A cluster of lightning strikes struck Invercargill yesterday, blowing phone jacks out of walls, damaging electrical equipment and cutting electricity in part of the city.

Wet and wild weather that began in the early hours of yesterday morning culminated in a series of lightning strikes in north Invercargill about 9am.

Several houses in Talbot St were struck by bolts, described by one resident as a "fireball".

Daniel and Anne Phillips were at their house when the lightning struck, blowing phone jacks out of the wall and shattering light fixtures.

Mr Phillips described the strike as a flash and a huge bang but his wife had a different experience.

"I saw from the kitchen window a fireball ... it went like a flash, it was a little slower that but the explosion seemed to hit the house," she said.

Telephones and the Sky TV decoder had been fried and power had been lost for several hours but at least they were warm again, Mr Phillips said. "The heatpump's going and that's the main thing."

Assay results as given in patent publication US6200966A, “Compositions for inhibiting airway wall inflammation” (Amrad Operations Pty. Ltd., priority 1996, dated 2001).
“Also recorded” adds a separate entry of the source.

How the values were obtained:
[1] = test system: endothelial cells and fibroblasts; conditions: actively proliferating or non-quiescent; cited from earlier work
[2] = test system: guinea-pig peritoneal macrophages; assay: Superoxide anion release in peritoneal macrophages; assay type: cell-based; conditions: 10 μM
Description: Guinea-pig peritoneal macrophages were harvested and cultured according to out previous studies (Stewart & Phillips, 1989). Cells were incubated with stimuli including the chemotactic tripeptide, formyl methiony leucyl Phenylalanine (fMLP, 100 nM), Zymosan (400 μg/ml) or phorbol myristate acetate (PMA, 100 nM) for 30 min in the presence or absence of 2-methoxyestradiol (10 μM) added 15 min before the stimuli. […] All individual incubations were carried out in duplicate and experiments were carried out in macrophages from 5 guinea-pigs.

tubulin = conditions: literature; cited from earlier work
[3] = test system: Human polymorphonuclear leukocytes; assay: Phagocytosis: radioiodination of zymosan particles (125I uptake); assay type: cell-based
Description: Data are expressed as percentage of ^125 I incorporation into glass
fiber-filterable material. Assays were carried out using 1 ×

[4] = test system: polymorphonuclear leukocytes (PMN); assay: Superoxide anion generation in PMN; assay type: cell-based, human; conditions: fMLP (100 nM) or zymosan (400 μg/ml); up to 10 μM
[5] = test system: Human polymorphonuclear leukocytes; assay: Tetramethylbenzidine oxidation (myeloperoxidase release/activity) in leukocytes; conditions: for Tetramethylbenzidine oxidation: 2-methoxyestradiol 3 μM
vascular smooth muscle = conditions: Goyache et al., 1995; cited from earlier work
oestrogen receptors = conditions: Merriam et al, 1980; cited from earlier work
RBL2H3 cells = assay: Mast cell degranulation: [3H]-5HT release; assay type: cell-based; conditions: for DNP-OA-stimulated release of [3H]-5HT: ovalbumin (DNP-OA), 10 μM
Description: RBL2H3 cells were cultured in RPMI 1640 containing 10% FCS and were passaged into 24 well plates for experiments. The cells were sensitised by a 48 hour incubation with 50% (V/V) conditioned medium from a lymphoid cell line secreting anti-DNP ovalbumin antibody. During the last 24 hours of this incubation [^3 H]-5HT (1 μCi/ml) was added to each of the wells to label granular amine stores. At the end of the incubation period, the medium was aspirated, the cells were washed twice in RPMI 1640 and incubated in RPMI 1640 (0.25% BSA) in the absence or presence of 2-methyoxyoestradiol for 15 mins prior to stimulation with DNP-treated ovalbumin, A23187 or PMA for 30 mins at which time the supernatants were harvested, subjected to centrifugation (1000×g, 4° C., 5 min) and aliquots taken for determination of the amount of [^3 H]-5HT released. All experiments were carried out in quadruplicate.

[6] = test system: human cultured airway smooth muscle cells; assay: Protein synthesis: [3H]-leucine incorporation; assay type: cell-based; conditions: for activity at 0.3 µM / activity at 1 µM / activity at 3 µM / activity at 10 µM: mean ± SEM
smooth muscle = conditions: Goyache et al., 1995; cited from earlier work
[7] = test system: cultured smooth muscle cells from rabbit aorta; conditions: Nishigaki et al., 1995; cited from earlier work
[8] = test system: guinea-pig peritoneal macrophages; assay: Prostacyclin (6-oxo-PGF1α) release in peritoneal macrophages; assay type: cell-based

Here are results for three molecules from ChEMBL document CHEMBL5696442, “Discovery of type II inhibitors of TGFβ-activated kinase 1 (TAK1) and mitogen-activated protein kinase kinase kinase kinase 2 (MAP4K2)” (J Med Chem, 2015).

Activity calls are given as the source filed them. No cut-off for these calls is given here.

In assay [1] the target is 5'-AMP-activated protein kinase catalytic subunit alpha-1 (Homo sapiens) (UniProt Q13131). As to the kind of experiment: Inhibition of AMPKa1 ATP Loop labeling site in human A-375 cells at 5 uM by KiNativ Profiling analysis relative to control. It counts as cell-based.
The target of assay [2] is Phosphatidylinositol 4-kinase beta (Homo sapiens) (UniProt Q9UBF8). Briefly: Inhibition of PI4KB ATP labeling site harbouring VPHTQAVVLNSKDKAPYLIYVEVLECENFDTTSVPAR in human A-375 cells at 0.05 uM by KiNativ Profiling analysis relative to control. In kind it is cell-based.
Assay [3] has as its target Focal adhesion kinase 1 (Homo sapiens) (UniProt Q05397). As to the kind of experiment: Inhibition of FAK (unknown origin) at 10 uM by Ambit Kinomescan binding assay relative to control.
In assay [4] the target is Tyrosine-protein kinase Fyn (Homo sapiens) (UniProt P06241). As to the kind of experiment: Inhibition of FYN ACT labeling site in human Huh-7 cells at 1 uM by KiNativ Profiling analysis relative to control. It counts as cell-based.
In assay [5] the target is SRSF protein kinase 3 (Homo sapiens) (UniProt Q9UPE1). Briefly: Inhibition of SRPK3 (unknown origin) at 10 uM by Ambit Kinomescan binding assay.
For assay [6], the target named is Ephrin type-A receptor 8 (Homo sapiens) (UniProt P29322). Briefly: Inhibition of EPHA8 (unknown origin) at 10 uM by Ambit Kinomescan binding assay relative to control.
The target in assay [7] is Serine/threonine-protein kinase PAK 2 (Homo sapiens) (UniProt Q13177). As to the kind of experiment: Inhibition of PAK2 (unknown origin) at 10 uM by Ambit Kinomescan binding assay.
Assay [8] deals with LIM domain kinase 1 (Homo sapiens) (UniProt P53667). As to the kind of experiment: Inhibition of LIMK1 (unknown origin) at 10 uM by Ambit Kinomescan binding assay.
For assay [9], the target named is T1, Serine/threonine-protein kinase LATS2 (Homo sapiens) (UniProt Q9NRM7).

Their neighbours Diana and Tom Watt were not so lucky, being without a heatpump until after 1pm. Mr Watt described seeing sparks shooting down the road from power lines and their neighbour's garage had a chunk blown off the outside.

Nearby Salford School was also struck as pupils were arriving at school. Principal Marlene Campbell said phones and fire alarms had been knocked out and sparking wires had flown past her office window.

PowerNet and James Hargest College had fire alarms set off during the strikes and the Tiwai Point aluminium smelter had minor disruptions to its phone system.

The Milford road was reopened at 11am yesterday after being closed overnight.

NZ Transport Agency operations manager Murray Clarke said it was a precautionary measure after last week's earthquake in case of rockslides. The road was closed again yesterday evening because of another heavy rain warning, Mr Clarke said.

MetService forecaster Heath Gullery said a deep low passing near the South Island had caused unsettled westerlies across the region. Winds gusting up to 95kmh were recorded at Invercargill Airport but only 13mm of rain fell overnight because of the speed of the storm, Mr Gullery said.

Another southwest change was expected this afternoon, with squally showers and the possibility of more thunderstorms and hail with snow down to 200m, he said.